If you have ever had the misfortune of experiencing a flat tire, or worse still, a blowout, then you can appreciate the importance of carrying a spare tire. When driving on a long journey, carrying a spare tire is absolutely vital, as you may not otherwise be able to get assistance to get you somewhere safe. A spare tire, however, is not a permanent replacement for a damaged tire. So how long can you drive on a spare tire?
It is worth remembering that a spare tire is not the same as a regular one. It's not as durable. Spare tires have fewer layers of steel and polyester beneath the rubber, which means they won't last as long. This is good news generally speaking, because it means that you are carrying less weight since the spare takes up less room in the rear of the car. But it also means that in the event of a crisis, you can only use the spare for a certain amount of time.
A spare tire will have a smaller contact surface with the road, because it is narrower. This increases your stopping distance, and makes an emergency stop much riskier. Other functions of your car, such as anti-lock brakes and traction control are going to be less efficient too. If you use the spare tire for too long, then you run the risk of causing damage to other parts of the car, which are optimized for a regular, full-size tire.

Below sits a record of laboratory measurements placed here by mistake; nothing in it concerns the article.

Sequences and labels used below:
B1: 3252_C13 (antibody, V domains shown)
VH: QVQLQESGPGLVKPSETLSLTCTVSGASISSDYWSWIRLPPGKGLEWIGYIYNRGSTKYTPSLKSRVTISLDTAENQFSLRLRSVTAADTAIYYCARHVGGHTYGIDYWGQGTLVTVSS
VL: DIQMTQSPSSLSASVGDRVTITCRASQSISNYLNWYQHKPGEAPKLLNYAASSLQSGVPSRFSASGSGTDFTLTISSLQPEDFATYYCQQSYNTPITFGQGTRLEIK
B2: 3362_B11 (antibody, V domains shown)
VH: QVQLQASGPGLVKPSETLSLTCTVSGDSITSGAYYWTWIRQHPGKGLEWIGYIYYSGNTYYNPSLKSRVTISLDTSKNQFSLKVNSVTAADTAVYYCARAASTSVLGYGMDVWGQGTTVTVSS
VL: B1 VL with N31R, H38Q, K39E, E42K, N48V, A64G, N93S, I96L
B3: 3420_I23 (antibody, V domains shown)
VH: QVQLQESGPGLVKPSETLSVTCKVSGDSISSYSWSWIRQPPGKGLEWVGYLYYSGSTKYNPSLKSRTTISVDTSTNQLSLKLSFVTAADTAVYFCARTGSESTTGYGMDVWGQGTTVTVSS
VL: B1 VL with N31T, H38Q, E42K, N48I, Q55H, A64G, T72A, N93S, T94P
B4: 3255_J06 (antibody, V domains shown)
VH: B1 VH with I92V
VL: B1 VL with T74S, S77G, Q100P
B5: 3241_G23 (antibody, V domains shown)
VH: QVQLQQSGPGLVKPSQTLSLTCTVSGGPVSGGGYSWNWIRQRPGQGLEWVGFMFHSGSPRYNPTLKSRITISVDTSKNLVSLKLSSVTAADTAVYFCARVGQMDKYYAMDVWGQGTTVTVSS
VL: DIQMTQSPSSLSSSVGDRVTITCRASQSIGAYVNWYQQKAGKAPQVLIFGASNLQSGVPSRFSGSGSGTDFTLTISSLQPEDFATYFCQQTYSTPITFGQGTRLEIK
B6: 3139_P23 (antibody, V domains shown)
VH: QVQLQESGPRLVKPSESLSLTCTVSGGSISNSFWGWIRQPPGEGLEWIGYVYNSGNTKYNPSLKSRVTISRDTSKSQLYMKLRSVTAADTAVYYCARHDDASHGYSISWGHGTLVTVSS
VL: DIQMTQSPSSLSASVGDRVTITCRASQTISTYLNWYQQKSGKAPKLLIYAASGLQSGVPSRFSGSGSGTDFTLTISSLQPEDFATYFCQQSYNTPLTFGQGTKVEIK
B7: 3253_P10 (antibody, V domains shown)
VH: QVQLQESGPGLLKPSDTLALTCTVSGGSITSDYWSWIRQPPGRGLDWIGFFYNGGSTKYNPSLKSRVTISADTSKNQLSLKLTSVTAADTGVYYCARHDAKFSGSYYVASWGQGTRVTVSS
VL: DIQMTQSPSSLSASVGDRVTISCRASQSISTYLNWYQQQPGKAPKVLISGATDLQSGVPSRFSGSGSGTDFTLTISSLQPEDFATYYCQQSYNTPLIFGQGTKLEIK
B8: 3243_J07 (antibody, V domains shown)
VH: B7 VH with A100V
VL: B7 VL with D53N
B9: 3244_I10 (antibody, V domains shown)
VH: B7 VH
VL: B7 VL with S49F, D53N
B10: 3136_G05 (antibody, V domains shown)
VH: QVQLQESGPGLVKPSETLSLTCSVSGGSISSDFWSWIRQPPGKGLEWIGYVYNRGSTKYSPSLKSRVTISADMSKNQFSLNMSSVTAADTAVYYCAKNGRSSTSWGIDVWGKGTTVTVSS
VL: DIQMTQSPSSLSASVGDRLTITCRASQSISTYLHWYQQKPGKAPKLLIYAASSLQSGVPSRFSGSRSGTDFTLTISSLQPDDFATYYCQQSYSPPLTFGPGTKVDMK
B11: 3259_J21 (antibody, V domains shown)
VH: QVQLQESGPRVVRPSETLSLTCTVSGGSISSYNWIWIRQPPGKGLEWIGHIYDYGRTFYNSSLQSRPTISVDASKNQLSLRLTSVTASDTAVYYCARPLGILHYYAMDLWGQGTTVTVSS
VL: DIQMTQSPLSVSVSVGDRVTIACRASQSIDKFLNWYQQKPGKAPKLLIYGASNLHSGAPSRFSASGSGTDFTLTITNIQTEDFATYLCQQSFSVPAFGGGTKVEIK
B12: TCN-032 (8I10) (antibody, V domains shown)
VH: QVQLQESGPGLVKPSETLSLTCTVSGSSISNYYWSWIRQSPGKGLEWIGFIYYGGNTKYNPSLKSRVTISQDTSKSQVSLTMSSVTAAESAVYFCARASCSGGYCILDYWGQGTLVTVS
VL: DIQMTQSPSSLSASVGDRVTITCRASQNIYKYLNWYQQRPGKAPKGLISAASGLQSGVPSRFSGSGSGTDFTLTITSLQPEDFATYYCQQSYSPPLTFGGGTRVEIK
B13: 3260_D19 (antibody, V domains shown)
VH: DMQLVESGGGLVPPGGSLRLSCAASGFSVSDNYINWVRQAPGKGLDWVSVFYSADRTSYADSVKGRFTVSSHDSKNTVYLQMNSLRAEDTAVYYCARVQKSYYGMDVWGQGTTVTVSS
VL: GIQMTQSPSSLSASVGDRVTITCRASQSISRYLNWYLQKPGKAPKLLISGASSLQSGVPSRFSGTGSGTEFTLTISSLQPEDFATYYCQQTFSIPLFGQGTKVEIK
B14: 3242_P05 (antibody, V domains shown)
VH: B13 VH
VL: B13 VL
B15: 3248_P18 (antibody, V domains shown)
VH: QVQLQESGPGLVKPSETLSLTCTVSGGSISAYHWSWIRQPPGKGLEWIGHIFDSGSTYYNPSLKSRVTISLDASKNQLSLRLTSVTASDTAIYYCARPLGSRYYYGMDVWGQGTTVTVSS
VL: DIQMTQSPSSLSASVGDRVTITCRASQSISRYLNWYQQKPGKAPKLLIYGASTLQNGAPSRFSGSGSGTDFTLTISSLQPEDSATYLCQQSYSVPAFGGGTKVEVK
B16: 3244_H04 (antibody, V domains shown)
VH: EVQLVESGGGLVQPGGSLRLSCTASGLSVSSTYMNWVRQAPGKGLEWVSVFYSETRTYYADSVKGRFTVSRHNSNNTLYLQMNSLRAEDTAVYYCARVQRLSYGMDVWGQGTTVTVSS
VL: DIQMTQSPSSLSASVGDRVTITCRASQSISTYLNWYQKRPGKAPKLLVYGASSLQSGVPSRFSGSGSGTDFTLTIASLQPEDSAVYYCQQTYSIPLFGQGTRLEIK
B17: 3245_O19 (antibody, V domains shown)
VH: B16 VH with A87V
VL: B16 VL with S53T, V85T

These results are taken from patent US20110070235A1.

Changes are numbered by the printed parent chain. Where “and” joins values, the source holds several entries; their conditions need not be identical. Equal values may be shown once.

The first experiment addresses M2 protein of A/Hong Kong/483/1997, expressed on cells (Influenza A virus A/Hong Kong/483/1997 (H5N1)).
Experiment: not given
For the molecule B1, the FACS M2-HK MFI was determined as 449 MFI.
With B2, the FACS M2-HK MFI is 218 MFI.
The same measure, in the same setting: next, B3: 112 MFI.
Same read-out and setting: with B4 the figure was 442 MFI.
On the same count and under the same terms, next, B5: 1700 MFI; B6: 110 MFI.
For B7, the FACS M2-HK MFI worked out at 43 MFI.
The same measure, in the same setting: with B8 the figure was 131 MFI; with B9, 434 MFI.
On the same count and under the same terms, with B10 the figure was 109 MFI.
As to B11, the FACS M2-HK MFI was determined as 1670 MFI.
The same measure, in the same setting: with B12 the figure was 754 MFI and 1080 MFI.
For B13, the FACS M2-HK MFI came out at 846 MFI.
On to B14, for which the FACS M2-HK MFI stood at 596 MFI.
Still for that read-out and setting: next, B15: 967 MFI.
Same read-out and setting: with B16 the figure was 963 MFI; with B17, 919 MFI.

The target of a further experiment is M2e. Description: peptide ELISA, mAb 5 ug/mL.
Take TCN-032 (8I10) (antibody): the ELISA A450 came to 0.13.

As a general rule, you should drive on a spare tire for the shortest distance possible. Use the spare to get you to the next available place where you will be able to get mechanical assistance where you can purchase a replacement tire. The spare is there to get you out of an emergency situation. It is a lifeline, not even a medium-term substitute for a proper replacement. Fit the spare, and then work out the shortest possible route to safety. Make sure to take into consideration the driving conditions. A slightly longer route on a highway might be better than remote rural roads, for example, in case you need to call for assistance.
That aside, the limit of your spare tire will be documented in your owner's manual and will, technically, differ from one vehicle's make and model to the next. If you run into trouble and you are a long way from assistance, then you may have to look for alternative means of help if the minimum distance is greater than the safe limit stated in the manual. If in doubt, contact your dealer for assistance. A mechanic will always be able to give you the best advice for your car.